At this stage, we don’t want to rename files just yet in the event we cull more images while we edit them. We can finish adding the remaining folder to prepare for our export and creatives later. I like to Custom Order the images, especially when I’ve synced the capture time and I want to break up the detail shots, bride and groom getting ready, etc. To move files around, select and click an image to move it to a different spot. If you are working in a folder that doesn’t allow Custom Sorting, you can add all the images to a new collection. Select all images and click the “+” button in the Collections panel. Include selected photos and click Create. Now you can click and drag individual or groups of images to Custom Sort.

Now we are ready to edit in the Develop module.

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Work Smart in Develop With Smart Previews

Culling is fast because standard previews are being built before you start reviewing. For editing in Develop, it’s all about smart previews. Set your preferences to utilize these instead of Lightroom relying on the Raws to load per image. Another useful option in Lightroom is to create virtual copies of your images for things like black-and-white edits and creative edits. This can be done in Develop or Grid mode simply by selecting one or more images, holding Command and striking the apostrophe key. Quickly convert all these virtual copies to black and white with the “v” key. Then apply presets to push your images into different styles.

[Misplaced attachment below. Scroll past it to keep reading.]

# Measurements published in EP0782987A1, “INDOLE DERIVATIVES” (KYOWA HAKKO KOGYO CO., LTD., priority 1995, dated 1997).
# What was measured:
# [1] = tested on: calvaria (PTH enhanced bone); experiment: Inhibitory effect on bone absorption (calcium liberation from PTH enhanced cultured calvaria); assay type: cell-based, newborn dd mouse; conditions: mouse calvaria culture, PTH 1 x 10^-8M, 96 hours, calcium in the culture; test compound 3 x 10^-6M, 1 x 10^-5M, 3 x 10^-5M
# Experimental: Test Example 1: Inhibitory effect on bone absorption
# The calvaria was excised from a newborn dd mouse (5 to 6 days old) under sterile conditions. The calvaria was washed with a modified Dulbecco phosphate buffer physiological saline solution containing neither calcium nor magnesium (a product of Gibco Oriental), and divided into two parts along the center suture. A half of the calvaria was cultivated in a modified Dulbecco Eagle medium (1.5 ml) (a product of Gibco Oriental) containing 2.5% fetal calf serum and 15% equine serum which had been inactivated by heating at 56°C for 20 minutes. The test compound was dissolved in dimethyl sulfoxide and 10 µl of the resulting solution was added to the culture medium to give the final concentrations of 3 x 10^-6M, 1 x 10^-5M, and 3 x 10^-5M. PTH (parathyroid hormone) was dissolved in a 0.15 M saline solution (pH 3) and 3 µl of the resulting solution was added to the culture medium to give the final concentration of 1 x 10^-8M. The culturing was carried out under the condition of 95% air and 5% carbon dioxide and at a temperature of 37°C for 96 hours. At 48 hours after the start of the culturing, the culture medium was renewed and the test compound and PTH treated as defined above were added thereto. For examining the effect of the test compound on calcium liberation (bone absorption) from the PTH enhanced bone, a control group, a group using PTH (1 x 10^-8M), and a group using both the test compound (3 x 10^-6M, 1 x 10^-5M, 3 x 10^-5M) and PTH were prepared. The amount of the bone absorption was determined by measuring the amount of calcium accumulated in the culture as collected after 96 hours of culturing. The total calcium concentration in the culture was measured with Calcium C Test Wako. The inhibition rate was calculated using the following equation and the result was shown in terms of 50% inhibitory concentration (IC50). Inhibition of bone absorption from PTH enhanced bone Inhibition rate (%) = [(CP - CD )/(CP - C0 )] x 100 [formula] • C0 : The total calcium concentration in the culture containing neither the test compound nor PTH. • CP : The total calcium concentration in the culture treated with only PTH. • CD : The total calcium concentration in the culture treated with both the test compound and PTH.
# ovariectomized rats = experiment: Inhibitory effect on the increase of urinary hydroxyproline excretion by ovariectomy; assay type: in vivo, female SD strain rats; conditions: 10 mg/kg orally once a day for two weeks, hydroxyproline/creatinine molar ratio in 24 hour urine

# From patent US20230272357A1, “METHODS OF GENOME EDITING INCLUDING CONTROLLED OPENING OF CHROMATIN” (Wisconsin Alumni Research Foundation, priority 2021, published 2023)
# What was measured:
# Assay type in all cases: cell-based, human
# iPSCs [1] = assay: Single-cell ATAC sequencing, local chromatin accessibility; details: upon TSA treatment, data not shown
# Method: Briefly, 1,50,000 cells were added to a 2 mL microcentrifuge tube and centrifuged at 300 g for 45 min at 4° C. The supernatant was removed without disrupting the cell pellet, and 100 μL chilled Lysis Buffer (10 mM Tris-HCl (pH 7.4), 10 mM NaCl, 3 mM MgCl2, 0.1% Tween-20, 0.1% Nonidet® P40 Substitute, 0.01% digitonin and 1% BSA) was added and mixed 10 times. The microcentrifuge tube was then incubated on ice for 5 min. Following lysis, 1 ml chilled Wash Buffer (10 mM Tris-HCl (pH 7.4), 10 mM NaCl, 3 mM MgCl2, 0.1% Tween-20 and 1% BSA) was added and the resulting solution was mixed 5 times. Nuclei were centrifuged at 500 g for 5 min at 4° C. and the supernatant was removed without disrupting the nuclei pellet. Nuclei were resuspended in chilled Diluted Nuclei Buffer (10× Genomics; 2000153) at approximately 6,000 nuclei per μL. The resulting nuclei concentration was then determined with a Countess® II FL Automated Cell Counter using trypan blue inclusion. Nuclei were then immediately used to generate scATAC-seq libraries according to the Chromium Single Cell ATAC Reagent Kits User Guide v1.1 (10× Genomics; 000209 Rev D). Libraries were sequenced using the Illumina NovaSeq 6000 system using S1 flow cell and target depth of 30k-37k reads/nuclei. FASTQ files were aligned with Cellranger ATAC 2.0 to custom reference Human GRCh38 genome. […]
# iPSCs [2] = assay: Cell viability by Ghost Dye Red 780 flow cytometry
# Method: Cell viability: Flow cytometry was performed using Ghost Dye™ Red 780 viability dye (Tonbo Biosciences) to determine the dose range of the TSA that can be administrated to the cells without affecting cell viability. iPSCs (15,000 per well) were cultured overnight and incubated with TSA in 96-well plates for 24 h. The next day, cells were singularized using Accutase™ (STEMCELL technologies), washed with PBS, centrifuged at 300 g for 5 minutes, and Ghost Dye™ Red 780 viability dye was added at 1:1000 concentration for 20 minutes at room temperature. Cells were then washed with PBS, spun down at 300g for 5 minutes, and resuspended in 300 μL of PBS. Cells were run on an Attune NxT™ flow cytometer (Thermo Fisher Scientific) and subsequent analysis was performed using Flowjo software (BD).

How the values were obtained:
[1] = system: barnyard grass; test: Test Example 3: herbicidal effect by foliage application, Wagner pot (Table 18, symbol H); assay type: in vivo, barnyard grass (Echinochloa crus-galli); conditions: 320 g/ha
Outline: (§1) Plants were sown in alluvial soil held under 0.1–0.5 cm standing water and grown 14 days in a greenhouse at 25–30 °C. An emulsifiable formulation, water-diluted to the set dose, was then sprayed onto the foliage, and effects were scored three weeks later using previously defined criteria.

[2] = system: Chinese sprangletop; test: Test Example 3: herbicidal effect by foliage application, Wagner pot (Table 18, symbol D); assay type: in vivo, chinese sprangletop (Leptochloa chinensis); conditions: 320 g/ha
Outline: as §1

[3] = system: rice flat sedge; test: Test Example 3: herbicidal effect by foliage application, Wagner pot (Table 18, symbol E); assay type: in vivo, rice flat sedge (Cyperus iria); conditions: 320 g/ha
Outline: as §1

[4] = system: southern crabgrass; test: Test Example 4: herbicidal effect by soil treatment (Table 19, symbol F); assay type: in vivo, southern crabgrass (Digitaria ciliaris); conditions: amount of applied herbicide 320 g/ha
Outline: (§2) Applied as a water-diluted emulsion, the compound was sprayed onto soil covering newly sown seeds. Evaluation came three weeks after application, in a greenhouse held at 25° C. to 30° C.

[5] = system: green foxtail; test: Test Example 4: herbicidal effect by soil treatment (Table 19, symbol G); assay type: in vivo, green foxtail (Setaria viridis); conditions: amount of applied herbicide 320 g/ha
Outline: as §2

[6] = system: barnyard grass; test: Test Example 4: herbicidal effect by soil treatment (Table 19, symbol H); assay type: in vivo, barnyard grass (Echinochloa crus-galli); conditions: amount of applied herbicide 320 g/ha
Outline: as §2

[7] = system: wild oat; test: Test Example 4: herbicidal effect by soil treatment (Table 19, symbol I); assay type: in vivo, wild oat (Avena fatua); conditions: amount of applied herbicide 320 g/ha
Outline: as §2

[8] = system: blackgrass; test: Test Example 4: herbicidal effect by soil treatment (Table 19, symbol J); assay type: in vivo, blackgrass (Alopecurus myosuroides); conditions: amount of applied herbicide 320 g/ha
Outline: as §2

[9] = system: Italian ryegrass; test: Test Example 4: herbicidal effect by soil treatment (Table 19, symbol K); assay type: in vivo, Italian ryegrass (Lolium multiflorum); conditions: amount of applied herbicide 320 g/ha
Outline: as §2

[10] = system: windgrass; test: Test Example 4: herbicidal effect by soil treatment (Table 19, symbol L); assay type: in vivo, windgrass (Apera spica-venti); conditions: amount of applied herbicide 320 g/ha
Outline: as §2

For smaller sessions like this, I apply my standard starting-point preset and tweak the HSL settings on the first image to dial back any unwanted green tones in the images. When this image looks right, I select the remaining images and globally sync the Color Adjustments settings only. For sessions where I have more than one photographer with me, I choose an image from the beginning of each sequence and/or lighting change per camera. To make sure I choose each actual camera, I choose the Library filter: Camera Serial Number. This is a personal preference for making sure I balance each camera consistently from the start. Spending more time doing this means I can quickly sync large batches of images per camera and quickly dial in each image.